|Publication number||US5259942 A|
|Application number||US 07/895,562|
|Publication date||Nov 9, 1993|
|Filing date||Jun 5, 1992|
|Priority date||Mar 30, 1989|
|Publication number||07895562, 895562, US 5259942 A, US 5259942A, US-A-5259942, US5259942 A, US5259942A|
|Original Assignee||Leybold Aktiengesellschaft|
|Export Citation||BiBTeX, EndNote, RefMan|
|Patent Citations (17), Referenced by (18), Classifications (14), Legal Events (5)|
|External Links: USPTO, USPTO Assignment, Espacenet|
This application is a continuation of U.S. patent application Ser. No. 07/402,637, filed Sept. 5, 1989, now abandoned.
The present invention generally relates to a device for transferring a workpiece into and out from a vacuum chamber which may contain a conveyor device for moving the workpiece within the chamber. More specifically, the invention relates to a device for transferring a workpiece into and out from a process/vacuum chamber of a cathode sputtering system.
The coating of substrates (or workpieces), for example, of compact disks, (CD's) is known in vacuum processing technology, particularly in thin-film technology. Compact disks are a modern storage medium for digital information. Imprinted plastic disks are sputter coated with a layer, for example, a layer of aluminum having a thickness of less than 1/10,000 mm. The sputter coating systems utilized for this purpose generally include a turntable for conveying the substrates from position-to-position within a processing/vacuum chamber of the system.
Further, a robot device may be used to load and unload the substrates to and from the system via an airlock in a clean room. The turntable is equipped with a substrate carrier and conveys the substrate from the airlock through the vacuum chamber. Sputtering ensues by means of a high power sputtering cathode constructed as a magnetron.
In German published application DE 3716498, there is disclosed a device for transferring an essentially flat workpiece into an evacuated vacuum coating chamber and for delivering and withdrawing the workpiece to and from the deposition area of a coating source for the purpose of depositing a coating on a surface of the workpiece. This reference describes a device in which a coating mechanism is arranged in an area of the coating chamber. The transfer mechanism includes one or more cover shaped workpiece carriers which are used to move the workpieces into a position adjacent a transfer opening of the coating chamber. As a result, the opening can be closed by, first, the workpiece carrier and, second, a lifting plate that is held and guided on a rotary turntable that is rotatably seated within the coating chamber. The workpiece carrier can be pressed against the opening and the top or cover of the coating chamber by lifting cylinders supported against the charging mechanism and the lifting plate can be pressed thereagainst by a lifting mechanism secured to the bottom plate.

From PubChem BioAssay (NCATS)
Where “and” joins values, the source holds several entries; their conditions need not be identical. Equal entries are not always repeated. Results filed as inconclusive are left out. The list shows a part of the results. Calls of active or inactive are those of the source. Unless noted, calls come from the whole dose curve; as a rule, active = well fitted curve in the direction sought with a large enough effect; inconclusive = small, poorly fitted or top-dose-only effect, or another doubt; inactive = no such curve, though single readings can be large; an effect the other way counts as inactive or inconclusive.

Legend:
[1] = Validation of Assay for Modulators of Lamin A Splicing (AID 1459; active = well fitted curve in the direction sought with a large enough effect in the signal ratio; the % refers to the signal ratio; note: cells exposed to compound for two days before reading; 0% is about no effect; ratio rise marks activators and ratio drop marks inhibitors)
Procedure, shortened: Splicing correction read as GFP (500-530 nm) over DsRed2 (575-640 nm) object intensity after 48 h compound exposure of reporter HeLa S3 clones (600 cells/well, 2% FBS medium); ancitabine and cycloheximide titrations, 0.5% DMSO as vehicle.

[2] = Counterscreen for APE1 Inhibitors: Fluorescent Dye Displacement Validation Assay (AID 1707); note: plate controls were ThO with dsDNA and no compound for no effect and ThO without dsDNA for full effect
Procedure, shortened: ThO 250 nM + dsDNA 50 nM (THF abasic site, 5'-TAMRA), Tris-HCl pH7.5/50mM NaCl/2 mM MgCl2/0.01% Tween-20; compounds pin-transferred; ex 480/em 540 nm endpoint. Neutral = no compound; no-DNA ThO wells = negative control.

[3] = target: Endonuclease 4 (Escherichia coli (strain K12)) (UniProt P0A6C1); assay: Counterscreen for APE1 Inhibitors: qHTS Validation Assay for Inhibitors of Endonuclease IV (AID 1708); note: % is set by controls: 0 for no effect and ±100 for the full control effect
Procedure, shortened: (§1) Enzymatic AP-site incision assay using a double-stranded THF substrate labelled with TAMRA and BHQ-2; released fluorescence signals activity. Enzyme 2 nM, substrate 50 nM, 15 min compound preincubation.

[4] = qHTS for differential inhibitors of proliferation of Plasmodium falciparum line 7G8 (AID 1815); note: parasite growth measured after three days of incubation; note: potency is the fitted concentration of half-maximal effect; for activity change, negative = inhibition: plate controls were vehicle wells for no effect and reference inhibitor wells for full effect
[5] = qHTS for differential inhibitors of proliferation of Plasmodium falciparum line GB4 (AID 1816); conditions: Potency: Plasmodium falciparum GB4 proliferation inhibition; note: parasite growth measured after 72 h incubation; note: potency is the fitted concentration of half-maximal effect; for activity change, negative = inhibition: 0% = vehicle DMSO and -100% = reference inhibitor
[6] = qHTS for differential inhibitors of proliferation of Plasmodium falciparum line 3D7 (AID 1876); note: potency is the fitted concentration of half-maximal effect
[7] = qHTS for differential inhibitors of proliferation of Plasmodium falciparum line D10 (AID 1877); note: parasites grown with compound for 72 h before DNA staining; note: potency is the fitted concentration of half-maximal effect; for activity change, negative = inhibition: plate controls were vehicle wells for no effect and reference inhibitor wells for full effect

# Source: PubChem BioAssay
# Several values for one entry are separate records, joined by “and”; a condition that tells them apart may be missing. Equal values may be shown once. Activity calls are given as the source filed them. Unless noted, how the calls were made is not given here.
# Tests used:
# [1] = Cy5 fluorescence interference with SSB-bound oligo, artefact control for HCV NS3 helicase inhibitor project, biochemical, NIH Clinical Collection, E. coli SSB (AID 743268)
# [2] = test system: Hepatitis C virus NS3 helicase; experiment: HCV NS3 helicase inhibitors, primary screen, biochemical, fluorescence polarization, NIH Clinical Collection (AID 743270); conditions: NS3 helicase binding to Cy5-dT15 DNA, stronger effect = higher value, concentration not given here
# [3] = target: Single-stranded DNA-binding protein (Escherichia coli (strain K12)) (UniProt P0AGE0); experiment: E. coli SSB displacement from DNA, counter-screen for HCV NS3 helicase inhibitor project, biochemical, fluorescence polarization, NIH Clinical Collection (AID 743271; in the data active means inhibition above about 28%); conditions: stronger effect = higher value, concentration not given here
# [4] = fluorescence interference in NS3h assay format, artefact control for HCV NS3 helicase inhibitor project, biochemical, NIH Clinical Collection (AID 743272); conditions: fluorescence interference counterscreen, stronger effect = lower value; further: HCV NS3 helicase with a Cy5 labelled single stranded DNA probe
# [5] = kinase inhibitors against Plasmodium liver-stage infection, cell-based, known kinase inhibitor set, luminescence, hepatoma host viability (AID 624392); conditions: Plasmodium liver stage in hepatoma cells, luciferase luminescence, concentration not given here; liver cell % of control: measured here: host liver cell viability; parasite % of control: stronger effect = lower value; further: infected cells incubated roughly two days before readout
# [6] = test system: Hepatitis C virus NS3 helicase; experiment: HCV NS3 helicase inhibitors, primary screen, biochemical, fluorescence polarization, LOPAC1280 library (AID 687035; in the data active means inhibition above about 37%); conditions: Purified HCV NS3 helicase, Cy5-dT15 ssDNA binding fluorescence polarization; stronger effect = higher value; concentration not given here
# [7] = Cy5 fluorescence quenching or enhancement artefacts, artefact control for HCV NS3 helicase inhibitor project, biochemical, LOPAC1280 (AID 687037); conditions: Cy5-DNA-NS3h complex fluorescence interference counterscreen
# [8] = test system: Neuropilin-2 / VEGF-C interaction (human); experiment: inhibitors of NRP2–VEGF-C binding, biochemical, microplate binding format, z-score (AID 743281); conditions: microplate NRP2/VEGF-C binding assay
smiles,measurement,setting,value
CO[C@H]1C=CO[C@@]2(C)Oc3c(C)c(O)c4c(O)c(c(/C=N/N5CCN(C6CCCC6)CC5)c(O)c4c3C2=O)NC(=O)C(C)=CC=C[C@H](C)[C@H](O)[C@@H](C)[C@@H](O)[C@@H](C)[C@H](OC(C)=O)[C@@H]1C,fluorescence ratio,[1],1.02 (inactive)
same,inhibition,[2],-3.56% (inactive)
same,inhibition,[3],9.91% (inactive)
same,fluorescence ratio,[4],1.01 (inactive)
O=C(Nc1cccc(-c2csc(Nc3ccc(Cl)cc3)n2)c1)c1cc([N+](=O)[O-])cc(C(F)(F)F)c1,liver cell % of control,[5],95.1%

U.S. Pat. No. 3,915,117 discloses a vacuum coating apparatus for coating various products comprising a housing which includes a fixed part and a rotatable cover part which, together, define a closed, gas sealable, housing chamber which may be evacuated. A plurality of product supports are carried on the rotatable part of the housing at spaced locations and they are movable to present them at various operating stations. One of the operating stations preferably includes a gas sealable coating chamber which is communicable with the gas sealed housing chamber and it is provided with separate means for evacuating the coating chamber. Movable sealing means are located at at least one of the stations for sealing the coating chamber and isolating it from the housing chamber. Similarly, a loading chamber is located at a separate station and is separately communicable with the housing chamber, or it may be isolated from the housing chamber and separately evacuated.
The moveable sealing means comprises a plate member engageable on a bottom side of a ring member that itself serves as a workpiece support member. The plate member is axially moveable and is used to move the ring member against an axial end of a transfer chamber opening.
The devices of the prior art exhibit several disadvantages in use.
Overall, the rotary turntable must be made so as to be extremely sturdy. A sturdy substrate carrier is also required in order to avoid sagging.
To make these items sturdy, they are made heavy and, accordingly, large masses must be conveyed during the processing cycles. Due to the corresponding high mass moments of inertia, the processing cycles sequence correspondingly slowly. Limits are therefore placed on how economical processing with such systems can be.
Yet further, the workpiece/substrate holder must be made very sturdy because the workpiece/substrate holder is subjected to high flexural stresses when the lifting mechanisms for the holder is raised and when the holder is supported or pressed against parts of the vacuum chamber.
Additionally, the cost of the individual parts is extremely high. This cost is multiplied by the plurality of substrate holders in the rotary plate.
The present invention provides an improved device for transferring substrates into and out of the vacuum chamber. Moreover, the present invention provides an improved device for transferring substrates into and out from a cathode sputtering system process/vacuum chamber.
To these ends, the present invention provides in an embodiment, a disk-shaped turntable provided with at least one opening through which a plate-shaped lifting and supporting element can extend to lift and support a substrate holder retainable within the opening. Accordingly, it can thereby be provided that the lifting and supporting element presses the holder against appropriate parts of the vacuum chamber.
In a preferred embodiment, in order to achieve a support effective over the entire cross-section of the substrate holder, the supporting element is fashioned as a supporting plate that can be axially moved by a lifting mechanism.